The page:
U.S. in Race to Control over Arctic oil Spill after Putin Declared State of Emergency

In the city of Norilsk, an emergency has been declared by the Russian President Vladimir Putin after a considerable amount of oil spill in the Arctic region

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In the city of Norilsk, an emergency has been declared by the Russian President Vladimir Putin after a considerable amount of oil spill in the Arctic region. On May 29, an estimated 20,000 tons of fuel from a power plant spilled onto a road and a large part made its way to the Arctic Circle. The accident took place when a tank at the power plant near the city of Siberia of Norilsk collapsed and the oil drifted to almost 12kms from there. The director of the power plant was immediately taken in the custody but he is not charged yet. Moreover, the Russian Investigation Committee has filed a pollution case on him, accused him of negligence.

Mr. President was taken aback that local authorities were first flagged to the incident by social media, two days after which it was criticized by the region’s governor Alexander during the virtual meeting. Mr. Putin said “What are we supposed to learn about emergencies from social networks? Are you all right health-wise over there?” Mr. President has shown anger on the officials as they got to know about the incident after two days and that lead to the increase in the problem.

The plant, from which the incident took place, is owned by a subsidiary of Norilsk Nickel, which is the world’s leading nickel and palladium producer. Russian Minister for Emergencies Yevgency Zinichev told Mr. President Putin that the Norilsk plant had spent two days trying to contain the spill, before alerting his ministry.


The Arctic region is particularly tenuous and the damage could be more than that we are estimating. Oleg Mitvol, former deputy head of Russia’s environmental watchdog Rosprirodnadzor, said “There had never been such an incident in the Arctic Zone.”  According to the BBC network, Mitvol said the clean-up could take between five or even 10 years and can cost more than 100 billion roubles ($1.5 billion).

The reason for the spill is still unknown but the company tried to hold it as per their capacity. Dmitry Streletskiy, a professor at George Washington University, told Bloomberg, “The cause is yet to be determined and is likely a combination of both climate change and infrastructure-related factors.” The government’s agency has come forward to give a hand to the company with “joint aerial inspection” of the river to “search for possible diesel contamination occurrences”.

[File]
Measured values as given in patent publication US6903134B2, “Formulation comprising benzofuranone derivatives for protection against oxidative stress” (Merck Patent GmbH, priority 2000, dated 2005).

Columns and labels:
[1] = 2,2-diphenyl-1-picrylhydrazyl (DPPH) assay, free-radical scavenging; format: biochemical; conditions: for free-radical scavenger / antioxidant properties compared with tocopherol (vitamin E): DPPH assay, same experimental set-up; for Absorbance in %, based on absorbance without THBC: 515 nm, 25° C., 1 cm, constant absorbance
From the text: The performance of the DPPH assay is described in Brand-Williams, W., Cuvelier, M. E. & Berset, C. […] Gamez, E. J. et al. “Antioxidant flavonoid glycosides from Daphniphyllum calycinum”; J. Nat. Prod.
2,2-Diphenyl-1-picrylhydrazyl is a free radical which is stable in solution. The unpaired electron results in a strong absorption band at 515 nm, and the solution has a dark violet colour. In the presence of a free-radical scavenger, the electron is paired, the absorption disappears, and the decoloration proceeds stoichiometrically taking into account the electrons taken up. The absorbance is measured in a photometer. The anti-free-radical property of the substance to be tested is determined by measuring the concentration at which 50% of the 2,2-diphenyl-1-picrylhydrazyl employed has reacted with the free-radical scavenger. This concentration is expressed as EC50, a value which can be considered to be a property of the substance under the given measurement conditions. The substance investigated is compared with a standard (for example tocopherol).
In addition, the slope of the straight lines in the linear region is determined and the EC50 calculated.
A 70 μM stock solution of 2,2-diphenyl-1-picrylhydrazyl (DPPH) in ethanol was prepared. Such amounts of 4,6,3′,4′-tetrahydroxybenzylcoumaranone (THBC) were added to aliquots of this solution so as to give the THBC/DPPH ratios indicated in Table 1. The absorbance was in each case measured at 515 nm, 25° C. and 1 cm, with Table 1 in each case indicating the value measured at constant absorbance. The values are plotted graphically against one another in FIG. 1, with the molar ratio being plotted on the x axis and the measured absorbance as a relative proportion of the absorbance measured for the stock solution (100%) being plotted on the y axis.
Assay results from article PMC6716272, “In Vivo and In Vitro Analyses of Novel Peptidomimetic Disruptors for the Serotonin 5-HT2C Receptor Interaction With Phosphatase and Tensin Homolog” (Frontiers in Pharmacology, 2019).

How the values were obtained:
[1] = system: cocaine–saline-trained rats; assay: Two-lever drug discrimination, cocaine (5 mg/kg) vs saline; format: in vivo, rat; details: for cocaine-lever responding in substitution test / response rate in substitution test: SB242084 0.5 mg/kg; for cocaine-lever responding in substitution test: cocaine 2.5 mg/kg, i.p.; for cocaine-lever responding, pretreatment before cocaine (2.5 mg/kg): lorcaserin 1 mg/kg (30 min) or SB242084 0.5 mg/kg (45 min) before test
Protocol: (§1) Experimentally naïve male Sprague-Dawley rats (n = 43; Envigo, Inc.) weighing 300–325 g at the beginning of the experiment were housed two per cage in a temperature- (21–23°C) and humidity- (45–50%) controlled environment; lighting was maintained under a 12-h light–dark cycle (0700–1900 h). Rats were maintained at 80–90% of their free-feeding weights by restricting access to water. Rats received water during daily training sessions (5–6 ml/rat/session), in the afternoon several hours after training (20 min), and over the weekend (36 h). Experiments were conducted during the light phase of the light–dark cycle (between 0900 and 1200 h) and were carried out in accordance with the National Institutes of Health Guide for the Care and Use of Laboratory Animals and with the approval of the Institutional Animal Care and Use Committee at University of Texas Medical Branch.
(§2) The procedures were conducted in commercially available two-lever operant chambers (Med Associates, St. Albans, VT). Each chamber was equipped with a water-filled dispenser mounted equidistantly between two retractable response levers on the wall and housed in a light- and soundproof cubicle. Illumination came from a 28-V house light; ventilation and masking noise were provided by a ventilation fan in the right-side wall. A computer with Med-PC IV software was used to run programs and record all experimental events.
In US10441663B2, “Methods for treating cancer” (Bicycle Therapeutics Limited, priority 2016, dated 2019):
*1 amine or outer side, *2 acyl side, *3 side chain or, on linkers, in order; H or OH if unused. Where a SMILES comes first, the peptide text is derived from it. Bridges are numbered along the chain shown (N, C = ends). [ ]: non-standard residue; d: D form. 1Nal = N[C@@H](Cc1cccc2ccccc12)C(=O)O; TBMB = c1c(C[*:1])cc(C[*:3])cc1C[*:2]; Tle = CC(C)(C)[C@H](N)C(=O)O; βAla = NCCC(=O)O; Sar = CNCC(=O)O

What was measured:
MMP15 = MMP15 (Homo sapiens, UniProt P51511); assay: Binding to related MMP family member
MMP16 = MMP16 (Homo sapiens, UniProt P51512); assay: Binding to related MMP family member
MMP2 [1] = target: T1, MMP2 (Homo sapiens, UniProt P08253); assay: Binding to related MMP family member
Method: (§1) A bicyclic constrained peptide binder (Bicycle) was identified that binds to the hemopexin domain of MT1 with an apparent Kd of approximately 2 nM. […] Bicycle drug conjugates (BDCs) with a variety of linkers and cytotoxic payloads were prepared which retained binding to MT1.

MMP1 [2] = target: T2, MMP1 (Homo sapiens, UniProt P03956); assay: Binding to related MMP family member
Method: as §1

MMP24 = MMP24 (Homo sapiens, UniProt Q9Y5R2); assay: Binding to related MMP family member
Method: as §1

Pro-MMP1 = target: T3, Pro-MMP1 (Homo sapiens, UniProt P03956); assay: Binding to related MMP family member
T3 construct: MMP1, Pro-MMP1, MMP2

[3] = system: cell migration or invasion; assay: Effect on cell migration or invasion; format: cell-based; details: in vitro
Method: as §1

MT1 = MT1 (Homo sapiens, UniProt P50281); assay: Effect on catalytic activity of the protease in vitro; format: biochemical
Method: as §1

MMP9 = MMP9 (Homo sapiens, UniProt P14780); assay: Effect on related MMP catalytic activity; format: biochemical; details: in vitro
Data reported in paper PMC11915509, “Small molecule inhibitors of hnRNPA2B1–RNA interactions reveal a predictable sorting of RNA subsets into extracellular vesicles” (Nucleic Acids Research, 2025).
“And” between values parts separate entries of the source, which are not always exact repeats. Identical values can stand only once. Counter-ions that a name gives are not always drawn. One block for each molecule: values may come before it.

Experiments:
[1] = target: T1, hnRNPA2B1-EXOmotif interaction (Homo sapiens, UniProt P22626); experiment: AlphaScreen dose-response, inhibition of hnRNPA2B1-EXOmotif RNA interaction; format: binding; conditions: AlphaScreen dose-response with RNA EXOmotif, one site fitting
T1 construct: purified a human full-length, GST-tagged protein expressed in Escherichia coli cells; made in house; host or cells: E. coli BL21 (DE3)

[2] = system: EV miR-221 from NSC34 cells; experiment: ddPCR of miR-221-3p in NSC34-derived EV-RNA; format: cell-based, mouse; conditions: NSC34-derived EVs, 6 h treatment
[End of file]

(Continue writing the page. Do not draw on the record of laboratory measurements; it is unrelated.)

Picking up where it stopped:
Though Russia is in thrill as to what measures should be taken to lessen the effects, the USA has given a helping hand to it. US secretary of the State Mike Pompeo said that despite their disagreements, the United States stands ready to assist Russia to mitigate this environmental disaster and offer our technical expertise. He further said that “saddened to hear about the fuel spill in Norilsk, Russia”.

The ministry of Natural Resource Dmitry Kobylkin warned against trying to burn off such a vast quantity of fuel oil. He proposed trying to dilute the oil with reagents. Only the emergency ministry with military support could deal with the pollution, he said. He further suggested that pumping the oil adjacent tundra, although Mr. President Putin added: “The soil there is probably saturated (with oil) already.”

In the latter investigation, the cause came in the notice of the authorities that the oil tank got exploded because of the high-average temperature in Siberia. The spill happened in the Arctic circle can damage the ecology to its worst extent as it just didn’t spill at the Arctic circle, it also spread to the Ambarnaya river and thus, it has faced the worst catastrophe yet, further it may take not just years but decades to recover itself and the marine ecosystem.

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U.S. in Race to Control over Arctic oil Spill after Putin Declared State of Emergency
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In the city of Norilsk, an emergency has been declared by the Russian President Vladimir Putin after a considerable amount of oil spill in the Arctic region
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THE POLICY TIMES
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